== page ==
What is Socially Responsible Investing?

May 3, 2015

Socially Responsible Investing (SRI)  is the style of investing that is mindful of the impact of its investments on the earth and on society. 

 

The idea is that every dollar you spend or invest influences the world.  In what direction would we like to influence it? 

 

There are three main strategies to SRI: Screens, Shareholder Activism, and Community Investing.

 

SCREENS

 

SRI tends to avoid (aka "screen out") investments in companies that do things like:

  • predatory lending,

  • pollute

  • privatize prisons

  • discriminate against women, minorities, and the LGBT community

  • lobby against environmental policies

Avoiding companies is also called "negative screening."

 

 

SRI tends to invest heavily in (aka "screen in")

  • clean energy

  • companies with diverse boards

  • companies that don't discriminate

  • companies that have exemplary reuse and recycle policies

  • companies that, in general, are working towards a world we'd like to see

Actively seeking companies is also called "postive screening."

 

SHAREHOLDER ACTION

 

What about the companies that are mostly good, but could be better? That's where shareholder activism comes in. 

 

 

In the case of mutual funds, pensions, 401(k), foundations and other large investing organizations, the influence can be enormous. Most of us contribute to these organizations, either because we have a retirement account at work, or because we are investing on our own. 

 

Because most of us don't have enough money to make anyone listen to us personally, I prefer to use mutual funds from companies that I know will work on my behalf to make changes I approve of. I want a mutual fund that will use its assets to ask companies to stop their bad behavior.

 

Many many mutual funds (and other organizations) lobby hard to get the companies that they hold to change their behavior, but far fewer ask them to change towards a better world. 

 

If letting a mutual fund lobby for you isn't enough for you, you can also go into shareholder meetings directly, as part of a shareholder action. There are two ways to do this. If you have a little bit of money (about $2,000) you can buy stock in that company and voila- you have an entry ticket into the meeting. To be more effective, you can coordinate with a group, like Amnesty International, a mutual fund, or one of the religious organizations that work so hard to make the world a better place.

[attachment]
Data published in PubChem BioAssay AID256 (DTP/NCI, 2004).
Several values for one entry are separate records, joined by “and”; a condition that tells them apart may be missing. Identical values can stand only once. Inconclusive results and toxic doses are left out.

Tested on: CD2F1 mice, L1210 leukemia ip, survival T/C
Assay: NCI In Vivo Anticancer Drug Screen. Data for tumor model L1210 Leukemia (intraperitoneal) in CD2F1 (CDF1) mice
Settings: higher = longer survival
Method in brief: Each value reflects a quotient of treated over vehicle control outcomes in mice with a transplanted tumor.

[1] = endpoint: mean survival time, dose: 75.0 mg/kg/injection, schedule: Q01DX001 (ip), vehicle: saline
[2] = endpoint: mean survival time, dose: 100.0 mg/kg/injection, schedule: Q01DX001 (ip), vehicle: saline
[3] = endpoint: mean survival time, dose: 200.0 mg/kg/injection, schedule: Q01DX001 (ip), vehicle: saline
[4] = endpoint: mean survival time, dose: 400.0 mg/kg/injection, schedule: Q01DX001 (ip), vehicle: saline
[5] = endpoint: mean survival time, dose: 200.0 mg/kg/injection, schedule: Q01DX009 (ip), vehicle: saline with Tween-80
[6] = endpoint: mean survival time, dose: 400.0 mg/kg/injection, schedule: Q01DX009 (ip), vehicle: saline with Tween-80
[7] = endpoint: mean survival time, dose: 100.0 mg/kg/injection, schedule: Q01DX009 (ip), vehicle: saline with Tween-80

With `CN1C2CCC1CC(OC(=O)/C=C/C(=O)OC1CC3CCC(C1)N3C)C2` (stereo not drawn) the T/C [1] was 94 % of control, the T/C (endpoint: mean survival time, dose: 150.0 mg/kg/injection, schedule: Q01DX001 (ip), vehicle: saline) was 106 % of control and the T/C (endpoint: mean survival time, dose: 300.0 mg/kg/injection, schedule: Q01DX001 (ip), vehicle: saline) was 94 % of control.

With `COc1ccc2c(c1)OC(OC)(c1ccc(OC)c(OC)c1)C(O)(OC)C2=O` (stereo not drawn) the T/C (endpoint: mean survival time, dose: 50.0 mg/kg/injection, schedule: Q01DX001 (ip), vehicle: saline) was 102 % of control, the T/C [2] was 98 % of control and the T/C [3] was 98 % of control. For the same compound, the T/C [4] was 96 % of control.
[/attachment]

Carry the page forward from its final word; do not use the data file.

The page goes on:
If you don't have money, you can often arrange to attend a meeting as a "proxy." That means you're representing a shareholder who's unable to attend him or herself. Proxies are usually arranged by a bigger organization that wants some bodies in the room to support them. 

 

STEALTH EDIT: Here's a mutual fund in action!

 

COMMUNITY INVESTING

 

Another important part of SRI is community investing. Community investments keep money in our communities and supports people and businesses that othewise have a hard time getting funding, like a grocery store in a food desert, getting people out of predatory mortgages, or starting healthcare clinics in poor areas. 

 

There are a few ways to get involved in community lending, including buying "community notes", but the easiest is simply to use a credit union for your banking. 

 

(I'm sure I'll write a blog post extolling the virtues of credit unions in the near future.)

 

 

IMPACT INVESTING

 

Impact imvesting has made a big splash in the Bay Area over the last ten years. At its simplest, it is simply investing in companies that do something you believe in, without the "middle man" of a credit union or other similar entity. What people usually mean around the Bay Area, though, is directly investing thousands of dollars in a company or organization, often in a "venture capital" capacity.  Contributing in this way is out of reach of most of us, although there are more and more companies working to make it more accessible to everyone.

 

Impact investing has been since the 1960s, in the form of Program Related Investing and Mission Related Investing, but until recently it was solely the domain of foundations. These days, individuals are getting involved in droves. 

 

I am not as excited about Impact Investing as many people are, although I am glad it exists. I think my hesitancy is less about what it does as how it's starting to be abused and over-used.

 

Remember Kiva? The company that lent tiny amount of money to women entrepreneurs overseas? Well, Citibank is doing it now, too, and making lots and LOTS of money off of it. A net good? Probably. Icky? I think so.

 

There is a tendency in the Bay Area (especially Silicon Valley) to think that every problem has a solution (preferably web-based) that you can make money off of and still feel good about yourself. 

 

That said, we have a lot of incredibly bright, incredibly wealthy people in the Bay Area and I'm glad they're looking around to see what good things they can use their resources for. 

 

 

*   *   *

 

A quick note: If any of this sounds familiar to anyone from the Bay Area, it could be that you've heard it from Lincoln Pain. 

 

For well over a decade I worked for Lincoln Pain, who has specialized in Socially Responsible Investing for nearly 30 years, (LONG before it was well known!). If many of my words sound like his words, that's why.  Lincoln is still a fantastic teacher, friend, and mentor and his positive influence on nearly every facet of the person I am today simply can't be overstated.  

 

 

 

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